It is worth noting that unlike the other two classifications of Perpetually Recurring Phenomena, Perpetually Recurring Knowledge can, and often does, continue to exist outside of its own infinite loop. In the example of Clyde the puppy, after going back in time to pass on the name to my past self, the infinite loop would be complete, yet my dog would presumably live beyond that first year, and his name along with him.

Later in this chapter we will address the validity and accuracy of Perpetually Recurring Knowledge, but for now we will move on to exploring the other two classifications of Perpetually Recurring Phenomena.

The Unbreakable Sword

Like all Perpetually Recurring Phenomena, Perpetually Recurring Objects lack any defined point of origin, but they also possess one specific property that make them considerably more rare and valuable. This property is the fact that all Perpetually Recurring Objects must remain entirely unchanged throughout the duration of their own respective temporal loops.

 Important Note IMPORTANT NOTE: If you ever encounter a time traveler offering to sell you a Perpetually Recurring Object, it will almost certainly be a fake.

One of my personal favorites of Tom’s accounts is also perhaps the best way to illustrate the concept of Perpetually Recurring Objects, as well as this unique quality that they possess.

 A Word From Tom A Word From Tom:

“One of the most interesting time travelers I’ve ever met was a guy named Myrddin Wyllt. You’d know him better as Merlin. And let me tell you, I don’t think there’s ever been a human being, in the past or future, who is as much an expert on Perpetually Recurring Phenomena as him.”


“One of the crazy things about Merlin is that he doesn’t just understand PRP’s, he uses them like [expletive removed] tools on a tool belt. His brain just kinda works different than most folks and he… gets it. He gets it at a way deeper level than you or me ever could. Most of the legends about his magic and stuff are from the way he could use PRP’s.”


“The most impressive thing that Merlin ever did was Excalibur. See, there was this kid that Merlin had been messing with since before the kid was even born, and Merlin knew that he was going to make him king. So one day Merlin takes this kid down to a lake near the kid’s home and tells him to get in. Well the kid’s gotten used to Merlin’s crazies after all these years, so he does.”


“The moment the kid disturbs the water, a Temporal Doorway opens up in front of him and a [expletive removed] woman steps through, and she’s carrying a sword. A [expletive removed] sword! So the lady hands the kid the sword, turns around and goes back through the Temporal Doorway. After the doorway closes Merlin turns to the kid and basically says, ‘OK, you’re the king now. Good luck!’ and just leaves him standing in the lake.”


“So there’s two things you need to know about this sword. First of all, it’s unbelievably sharp. You’d probably have to measure its sharpness at the molecular level. You know that story about the Sword in the Stone? That story comes from this one time when some guy challenged the kid after he became king, and instead of fighting him the king just walks over with Excalibur and stabs a [expletive removed] boulder. And then he pulls out his sword and cuts the [expletive removed] thing in half! After that nobody ever really felt like bothering him for a long time.”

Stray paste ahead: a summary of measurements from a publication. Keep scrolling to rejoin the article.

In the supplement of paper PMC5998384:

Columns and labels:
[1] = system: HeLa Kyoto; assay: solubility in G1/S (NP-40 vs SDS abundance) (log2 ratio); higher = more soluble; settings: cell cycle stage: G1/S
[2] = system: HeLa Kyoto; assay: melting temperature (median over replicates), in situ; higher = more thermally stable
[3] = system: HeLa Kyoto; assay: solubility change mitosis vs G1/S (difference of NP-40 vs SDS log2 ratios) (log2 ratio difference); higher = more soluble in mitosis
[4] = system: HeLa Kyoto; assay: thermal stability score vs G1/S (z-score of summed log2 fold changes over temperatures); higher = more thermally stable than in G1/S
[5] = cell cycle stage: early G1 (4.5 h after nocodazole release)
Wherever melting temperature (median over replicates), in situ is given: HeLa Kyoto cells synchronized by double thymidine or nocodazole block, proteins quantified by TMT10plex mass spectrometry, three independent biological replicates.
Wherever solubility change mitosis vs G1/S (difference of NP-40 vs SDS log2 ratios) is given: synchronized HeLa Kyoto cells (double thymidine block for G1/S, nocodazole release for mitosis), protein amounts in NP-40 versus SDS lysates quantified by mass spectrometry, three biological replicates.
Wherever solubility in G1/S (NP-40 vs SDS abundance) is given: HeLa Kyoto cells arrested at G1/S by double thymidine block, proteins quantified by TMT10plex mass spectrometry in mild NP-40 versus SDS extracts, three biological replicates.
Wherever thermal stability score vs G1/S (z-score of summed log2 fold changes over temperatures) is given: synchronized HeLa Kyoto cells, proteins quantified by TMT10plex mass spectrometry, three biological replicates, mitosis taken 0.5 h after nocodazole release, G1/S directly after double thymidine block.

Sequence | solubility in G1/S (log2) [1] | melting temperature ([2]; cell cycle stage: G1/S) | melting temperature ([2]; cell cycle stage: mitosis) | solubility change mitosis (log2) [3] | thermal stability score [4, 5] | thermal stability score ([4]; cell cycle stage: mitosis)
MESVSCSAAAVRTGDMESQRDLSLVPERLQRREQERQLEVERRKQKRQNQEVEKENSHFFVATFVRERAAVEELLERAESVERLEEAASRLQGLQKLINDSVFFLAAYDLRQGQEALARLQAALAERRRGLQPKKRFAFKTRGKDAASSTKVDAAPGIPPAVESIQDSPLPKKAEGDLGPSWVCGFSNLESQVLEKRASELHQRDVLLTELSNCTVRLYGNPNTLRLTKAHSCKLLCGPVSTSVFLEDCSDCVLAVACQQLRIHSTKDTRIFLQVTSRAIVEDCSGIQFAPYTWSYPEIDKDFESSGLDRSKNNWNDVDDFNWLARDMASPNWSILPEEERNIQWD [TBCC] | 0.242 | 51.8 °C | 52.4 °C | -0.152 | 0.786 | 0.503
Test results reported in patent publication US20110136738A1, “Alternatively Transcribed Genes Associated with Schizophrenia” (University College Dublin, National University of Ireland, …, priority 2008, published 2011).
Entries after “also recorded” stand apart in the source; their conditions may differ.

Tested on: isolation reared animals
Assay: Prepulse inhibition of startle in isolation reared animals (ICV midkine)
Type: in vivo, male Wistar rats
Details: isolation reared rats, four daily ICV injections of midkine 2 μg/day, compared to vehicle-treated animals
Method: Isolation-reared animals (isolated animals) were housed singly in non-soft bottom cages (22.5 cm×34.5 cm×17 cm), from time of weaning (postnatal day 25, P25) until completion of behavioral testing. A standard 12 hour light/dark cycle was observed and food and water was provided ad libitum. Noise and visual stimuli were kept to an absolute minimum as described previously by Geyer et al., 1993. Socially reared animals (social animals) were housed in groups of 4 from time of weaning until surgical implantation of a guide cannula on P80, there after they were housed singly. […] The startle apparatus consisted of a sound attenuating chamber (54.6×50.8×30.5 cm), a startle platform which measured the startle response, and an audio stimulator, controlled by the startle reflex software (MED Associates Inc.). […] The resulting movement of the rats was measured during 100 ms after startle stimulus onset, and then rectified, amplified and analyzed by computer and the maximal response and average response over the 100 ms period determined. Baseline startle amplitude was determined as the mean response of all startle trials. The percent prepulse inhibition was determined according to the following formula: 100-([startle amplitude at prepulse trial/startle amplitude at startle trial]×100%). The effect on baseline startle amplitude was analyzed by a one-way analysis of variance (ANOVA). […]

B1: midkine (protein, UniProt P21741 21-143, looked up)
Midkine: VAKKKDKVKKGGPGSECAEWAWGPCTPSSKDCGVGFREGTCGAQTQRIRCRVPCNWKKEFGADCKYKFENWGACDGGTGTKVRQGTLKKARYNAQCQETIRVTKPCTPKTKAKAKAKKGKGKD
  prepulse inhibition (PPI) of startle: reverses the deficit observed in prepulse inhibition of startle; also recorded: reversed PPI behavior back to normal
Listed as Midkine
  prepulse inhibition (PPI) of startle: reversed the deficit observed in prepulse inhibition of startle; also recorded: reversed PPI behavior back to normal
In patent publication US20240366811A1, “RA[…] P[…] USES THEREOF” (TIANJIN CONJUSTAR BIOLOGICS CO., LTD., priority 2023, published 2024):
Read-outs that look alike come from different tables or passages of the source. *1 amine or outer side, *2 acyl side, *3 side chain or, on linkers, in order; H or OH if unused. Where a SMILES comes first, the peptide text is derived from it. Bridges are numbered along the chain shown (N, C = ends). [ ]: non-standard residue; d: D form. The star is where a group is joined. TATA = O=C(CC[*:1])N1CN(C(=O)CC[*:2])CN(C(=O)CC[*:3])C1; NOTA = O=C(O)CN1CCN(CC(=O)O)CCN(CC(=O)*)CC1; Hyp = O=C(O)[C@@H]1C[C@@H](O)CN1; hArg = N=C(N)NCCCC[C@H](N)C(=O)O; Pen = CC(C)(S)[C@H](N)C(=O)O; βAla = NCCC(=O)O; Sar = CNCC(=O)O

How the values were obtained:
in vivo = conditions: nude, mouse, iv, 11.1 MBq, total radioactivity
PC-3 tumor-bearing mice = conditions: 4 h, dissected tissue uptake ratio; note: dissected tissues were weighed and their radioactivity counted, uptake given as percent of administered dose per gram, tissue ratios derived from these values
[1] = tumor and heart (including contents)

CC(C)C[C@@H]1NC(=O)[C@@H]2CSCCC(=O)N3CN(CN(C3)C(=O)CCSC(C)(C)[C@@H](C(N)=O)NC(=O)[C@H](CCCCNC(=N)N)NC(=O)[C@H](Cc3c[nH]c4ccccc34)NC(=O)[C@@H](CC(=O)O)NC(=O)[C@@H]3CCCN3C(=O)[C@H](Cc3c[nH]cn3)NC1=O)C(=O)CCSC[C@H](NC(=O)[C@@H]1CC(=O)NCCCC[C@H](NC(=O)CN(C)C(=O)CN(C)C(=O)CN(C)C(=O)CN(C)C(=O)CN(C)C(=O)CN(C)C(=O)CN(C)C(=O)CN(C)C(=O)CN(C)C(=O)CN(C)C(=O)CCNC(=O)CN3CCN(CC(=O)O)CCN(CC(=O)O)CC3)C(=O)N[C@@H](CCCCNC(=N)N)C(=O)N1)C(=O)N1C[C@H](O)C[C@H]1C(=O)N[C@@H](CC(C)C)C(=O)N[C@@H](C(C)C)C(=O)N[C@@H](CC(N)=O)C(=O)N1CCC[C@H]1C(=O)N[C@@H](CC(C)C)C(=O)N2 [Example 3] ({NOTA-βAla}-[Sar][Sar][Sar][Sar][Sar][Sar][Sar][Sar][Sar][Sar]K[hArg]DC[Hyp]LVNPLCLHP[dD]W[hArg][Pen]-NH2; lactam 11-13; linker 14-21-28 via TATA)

“The other thing you need to know about Excalibur is that it’s invincible. Now you know I don’t like to exaggerate, so you should know I don’t just mean it is really tough or durable or something. I mean it is literally invincible. It can’t break, it doesn’t dull, it can’t be scratched, and it can’t even be polished. And of course that’s essential because it’s a Perpetually Recurring Object.”


“OK, so to cut a really long story short, the king’s life is great, except when it’s not, and Merlin is in and out of the picture a lot. During one particularly bad battle, the king is mortally wounded and Merlin shows up and tells the king to come with him to the same lake where he got Excalibur. The king thinks that Merlin’s got some way to magically heal him, so he goes with him.”


“When they get to the lake, the same Temporal Doorway opens up and the exact same lady steps through. She’s just come from the moment right after the kid first took the sword. Merlin tells the king to give her the sword, so he does. After that the lady goes back through the doorway, and she goes back to the past to give the sword to the king when he was still a kid, and the cycle goes on and on.”

The reason that I share that story (other than its significant entertainment value) is because the sword in this story is such an excellent illustration of a Perpetually Recurring Object. Excalibur exists within its own temporal loop with no definite origin. Its inherent invincibility is essential for its existence because if it could be scratched or dulled (even slightly) it would be worn away into nothingness in an infinite temporal loop.